Game show appeal baffles viewer

By Kevin Wilson: Freedom newspapers

One joy of living in the Mountain time zone is the two-hour difference with Eastern time, upon which most of the world runs. Monday night football games that start too late for the average New Yorker end here right before the evening news.

And then there’s morning baseball. There’s also Sunday morning football, but the 11 a.m. baseball game is all the daytime television drama I need. I don’t have to watch talk shows, I don’t have to follow soap operas and I don’t have to wonder why “Family Feud” is still on the air.

It’s a strange feeling every time I end up seeing this show, because I have trouble understanding the concept behind it. With “The Price is Right,” it’s simple because most of the game is based on guessing prices. “Wheel of Fortune” competitors who struggle to figure out _HERLOCK HOLME_ are saved by the fortune of hitting the $5,000 space on the wheel.

But “Family Feud,” I just don’t get. Growing up, my family had problems with other families. However, I never thought we could settle such disputes by comparing our knowledge on surveys of 100 average Americans. It shows what little I knew as a child.

Instead, I would spend childhood watching and wondering who took these surveys. My family had never been contacted for one of these surveys, and these were the days where the Internet was simply a bunch of online bulletin boards dedicated to complaining about television (my, how we’ve progressed).

If I had been contacted, I surely would have been the one person who screwed up the survey by saying something extraordinarily off base.

“Hmm, let’s see … something you bring to the beach. I’ll say ChapStick.”

Of course, that might be the first answer some of these families choose.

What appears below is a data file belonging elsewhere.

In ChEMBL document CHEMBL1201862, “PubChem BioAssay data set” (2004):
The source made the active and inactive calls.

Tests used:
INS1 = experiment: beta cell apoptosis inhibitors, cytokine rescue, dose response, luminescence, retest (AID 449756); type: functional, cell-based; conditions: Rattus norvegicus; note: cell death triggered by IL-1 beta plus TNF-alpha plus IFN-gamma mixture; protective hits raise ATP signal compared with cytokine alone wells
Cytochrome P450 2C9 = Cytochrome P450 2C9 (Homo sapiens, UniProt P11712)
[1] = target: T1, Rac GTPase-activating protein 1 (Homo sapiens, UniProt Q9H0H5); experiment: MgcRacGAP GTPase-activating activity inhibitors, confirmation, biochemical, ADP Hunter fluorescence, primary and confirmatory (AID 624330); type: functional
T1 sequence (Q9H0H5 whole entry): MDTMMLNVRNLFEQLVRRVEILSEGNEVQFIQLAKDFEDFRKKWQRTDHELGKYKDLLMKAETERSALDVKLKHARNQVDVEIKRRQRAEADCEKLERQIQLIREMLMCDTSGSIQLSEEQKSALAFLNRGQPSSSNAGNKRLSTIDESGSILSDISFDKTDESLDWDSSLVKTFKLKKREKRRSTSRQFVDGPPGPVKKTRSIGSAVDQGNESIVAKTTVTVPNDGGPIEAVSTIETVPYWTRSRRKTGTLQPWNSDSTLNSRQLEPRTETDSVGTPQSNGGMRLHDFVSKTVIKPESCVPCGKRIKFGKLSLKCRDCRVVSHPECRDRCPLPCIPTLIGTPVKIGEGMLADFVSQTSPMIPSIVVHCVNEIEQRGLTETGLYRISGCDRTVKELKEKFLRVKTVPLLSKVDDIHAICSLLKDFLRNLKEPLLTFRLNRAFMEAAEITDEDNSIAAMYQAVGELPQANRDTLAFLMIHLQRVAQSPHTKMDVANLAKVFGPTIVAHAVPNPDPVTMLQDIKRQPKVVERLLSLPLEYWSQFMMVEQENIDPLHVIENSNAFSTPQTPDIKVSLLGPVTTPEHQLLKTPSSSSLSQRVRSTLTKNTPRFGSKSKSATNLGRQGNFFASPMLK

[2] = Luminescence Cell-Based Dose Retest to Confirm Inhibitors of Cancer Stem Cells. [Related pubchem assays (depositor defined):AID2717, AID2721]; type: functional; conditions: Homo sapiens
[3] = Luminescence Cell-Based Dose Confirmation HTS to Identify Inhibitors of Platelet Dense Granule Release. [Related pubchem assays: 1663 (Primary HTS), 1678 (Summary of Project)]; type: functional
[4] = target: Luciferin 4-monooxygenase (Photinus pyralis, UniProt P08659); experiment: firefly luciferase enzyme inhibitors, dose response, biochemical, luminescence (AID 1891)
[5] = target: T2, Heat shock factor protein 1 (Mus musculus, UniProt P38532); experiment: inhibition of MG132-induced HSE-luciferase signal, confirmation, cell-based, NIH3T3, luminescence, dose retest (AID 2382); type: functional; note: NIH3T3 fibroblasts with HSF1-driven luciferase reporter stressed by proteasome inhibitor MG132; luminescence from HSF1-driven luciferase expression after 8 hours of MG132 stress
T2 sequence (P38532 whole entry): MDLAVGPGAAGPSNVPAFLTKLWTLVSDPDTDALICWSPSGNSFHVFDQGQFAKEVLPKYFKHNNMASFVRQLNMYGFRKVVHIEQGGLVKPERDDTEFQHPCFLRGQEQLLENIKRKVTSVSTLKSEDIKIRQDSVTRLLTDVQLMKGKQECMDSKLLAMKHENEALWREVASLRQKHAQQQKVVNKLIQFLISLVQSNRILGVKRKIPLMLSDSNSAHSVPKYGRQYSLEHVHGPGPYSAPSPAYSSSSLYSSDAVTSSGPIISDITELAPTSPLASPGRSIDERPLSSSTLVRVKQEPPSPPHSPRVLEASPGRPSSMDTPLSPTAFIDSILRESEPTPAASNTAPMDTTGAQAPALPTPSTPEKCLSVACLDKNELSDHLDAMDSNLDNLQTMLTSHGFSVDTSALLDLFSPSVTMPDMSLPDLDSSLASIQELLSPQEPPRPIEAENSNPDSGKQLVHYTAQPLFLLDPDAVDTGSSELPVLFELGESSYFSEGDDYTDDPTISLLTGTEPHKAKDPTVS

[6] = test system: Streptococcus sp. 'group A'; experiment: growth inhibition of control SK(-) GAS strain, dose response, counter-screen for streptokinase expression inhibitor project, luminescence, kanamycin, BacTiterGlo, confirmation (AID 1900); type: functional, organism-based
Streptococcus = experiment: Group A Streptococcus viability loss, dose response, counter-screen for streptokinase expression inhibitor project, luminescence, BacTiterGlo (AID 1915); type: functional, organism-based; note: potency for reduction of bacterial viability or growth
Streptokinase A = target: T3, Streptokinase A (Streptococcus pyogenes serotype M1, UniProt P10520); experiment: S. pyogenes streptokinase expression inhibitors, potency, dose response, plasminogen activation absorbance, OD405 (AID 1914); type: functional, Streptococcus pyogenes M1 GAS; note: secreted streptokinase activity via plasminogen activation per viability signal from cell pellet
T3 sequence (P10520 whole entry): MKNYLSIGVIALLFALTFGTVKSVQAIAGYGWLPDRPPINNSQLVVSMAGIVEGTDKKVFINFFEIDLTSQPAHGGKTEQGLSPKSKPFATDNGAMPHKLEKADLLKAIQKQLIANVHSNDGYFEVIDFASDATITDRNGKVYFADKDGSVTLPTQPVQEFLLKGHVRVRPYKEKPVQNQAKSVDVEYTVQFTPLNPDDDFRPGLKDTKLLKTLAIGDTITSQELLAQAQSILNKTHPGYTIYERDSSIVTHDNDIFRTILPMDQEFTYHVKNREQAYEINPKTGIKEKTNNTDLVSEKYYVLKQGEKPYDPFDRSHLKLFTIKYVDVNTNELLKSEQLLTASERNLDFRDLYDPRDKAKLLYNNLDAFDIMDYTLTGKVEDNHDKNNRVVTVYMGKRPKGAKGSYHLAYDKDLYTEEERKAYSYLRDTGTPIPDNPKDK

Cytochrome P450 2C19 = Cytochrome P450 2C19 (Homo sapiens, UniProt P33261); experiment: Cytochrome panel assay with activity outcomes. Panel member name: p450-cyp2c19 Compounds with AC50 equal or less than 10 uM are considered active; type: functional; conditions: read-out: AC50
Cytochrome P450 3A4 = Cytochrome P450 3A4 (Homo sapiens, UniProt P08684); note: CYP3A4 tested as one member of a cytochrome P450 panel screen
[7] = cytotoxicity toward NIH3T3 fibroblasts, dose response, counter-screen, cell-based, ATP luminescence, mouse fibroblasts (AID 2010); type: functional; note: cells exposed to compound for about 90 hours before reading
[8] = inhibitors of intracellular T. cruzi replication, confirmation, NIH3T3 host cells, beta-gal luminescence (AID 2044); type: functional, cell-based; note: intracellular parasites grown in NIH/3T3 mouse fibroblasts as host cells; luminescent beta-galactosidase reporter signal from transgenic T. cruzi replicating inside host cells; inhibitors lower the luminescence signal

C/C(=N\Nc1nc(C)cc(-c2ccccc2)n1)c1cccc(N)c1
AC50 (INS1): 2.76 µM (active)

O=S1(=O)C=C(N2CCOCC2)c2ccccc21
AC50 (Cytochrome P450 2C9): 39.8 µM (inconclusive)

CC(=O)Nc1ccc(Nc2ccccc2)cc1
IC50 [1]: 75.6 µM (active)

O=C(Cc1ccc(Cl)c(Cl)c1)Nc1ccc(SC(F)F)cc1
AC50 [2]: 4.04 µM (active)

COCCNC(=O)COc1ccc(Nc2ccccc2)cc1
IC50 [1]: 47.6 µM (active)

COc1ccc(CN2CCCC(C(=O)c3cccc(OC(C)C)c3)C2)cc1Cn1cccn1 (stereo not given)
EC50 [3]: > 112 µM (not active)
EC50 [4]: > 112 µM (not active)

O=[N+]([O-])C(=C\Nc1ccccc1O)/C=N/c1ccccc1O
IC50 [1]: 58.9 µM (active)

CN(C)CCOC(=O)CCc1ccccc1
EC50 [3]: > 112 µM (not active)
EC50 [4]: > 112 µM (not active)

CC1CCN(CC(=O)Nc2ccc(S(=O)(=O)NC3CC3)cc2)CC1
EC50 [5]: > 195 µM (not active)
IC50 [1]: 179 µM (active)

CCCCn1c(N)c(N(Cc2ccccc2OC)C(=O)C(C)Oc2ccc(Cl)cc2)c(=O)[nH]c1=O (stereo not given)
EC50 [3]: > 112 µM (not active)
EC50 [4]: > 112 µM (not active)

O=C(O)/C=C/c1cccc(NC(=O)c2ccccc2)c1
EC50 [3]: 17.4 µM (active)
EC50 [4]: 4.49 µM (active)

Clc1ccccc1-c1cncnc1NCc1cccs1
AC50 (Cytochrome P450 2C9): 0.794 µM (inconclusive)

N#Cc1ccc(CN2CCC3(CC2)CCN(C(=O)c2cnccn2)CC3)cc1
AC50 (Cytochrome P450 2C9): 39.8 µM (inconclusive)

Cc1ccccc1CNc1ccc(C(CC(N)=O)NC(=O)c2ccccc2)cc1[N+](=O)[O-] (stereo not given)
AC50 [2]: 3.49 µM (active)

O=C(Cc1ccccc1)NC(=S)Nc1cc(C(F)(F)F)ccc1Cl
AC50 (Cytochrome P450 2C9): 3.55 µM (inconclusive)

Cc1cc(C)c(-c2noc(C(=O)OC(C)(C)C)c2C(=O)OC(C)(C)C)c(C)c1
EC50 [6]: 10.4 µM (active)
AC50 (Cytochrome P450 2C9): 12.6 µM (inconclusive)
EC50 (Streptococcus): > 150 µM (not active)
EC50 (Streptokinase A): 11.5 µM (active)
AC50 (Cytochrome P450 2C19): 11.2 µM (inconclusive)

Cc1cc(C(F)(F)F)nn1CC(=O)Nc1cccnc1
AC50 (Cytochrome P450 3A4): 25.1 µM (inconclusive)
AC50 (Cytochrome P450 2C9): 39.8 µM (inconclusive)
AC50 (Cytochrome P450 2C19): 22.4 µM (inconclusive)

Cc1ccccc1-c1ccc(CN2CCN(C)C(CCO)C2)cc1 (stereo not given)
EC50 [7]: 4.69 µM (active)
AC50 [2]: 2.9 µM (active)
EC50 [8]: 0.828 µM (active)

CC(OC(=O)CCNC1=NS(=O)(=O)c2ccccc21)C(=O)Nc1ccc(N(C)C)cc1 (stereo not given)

The survey question I saw a few days ago during a “Feud” episode I stumbled on was, “Name something that’s generally unreliable.” One woman said, “A newspaper story,” and I cheered for journalism as her answer was greeted with a strike. And usually, the answers are much more ridiculous — if you’ve got a moment free, just go online and search for “worst Family Feud answers.” My favorite is the woman who was asked to name a musician who used just one name, and her response was, “Reba McEntire.”

However, the most damaging blow to the show is something I saved for the end — the unpredictability of who’s hosting. In my time of watching, it’s gone from Ray Combs (committed suicide) to Louie Anderson (tied up in blackmail) to Richard Karn (Al on “Home Improvement”) to John O’Hurley, who played J. Peterman on Seinfeld. I just can’t watch without imagining him talking in the Peterman voice: “Ah, Elaine, I remember once when I surveyed 100 Americans on a household appliance they hate replacing.”

Other game shows have the consistent presence of hosts like Alex Trebeck, Pat Sajak and Bob Barker. Maybe, to paraphrase Barker, we need to control the game show population by getting rid of “Family Feud.”

Or maybe I watch too much television. I think I know how 100 average Americans would feel on that one.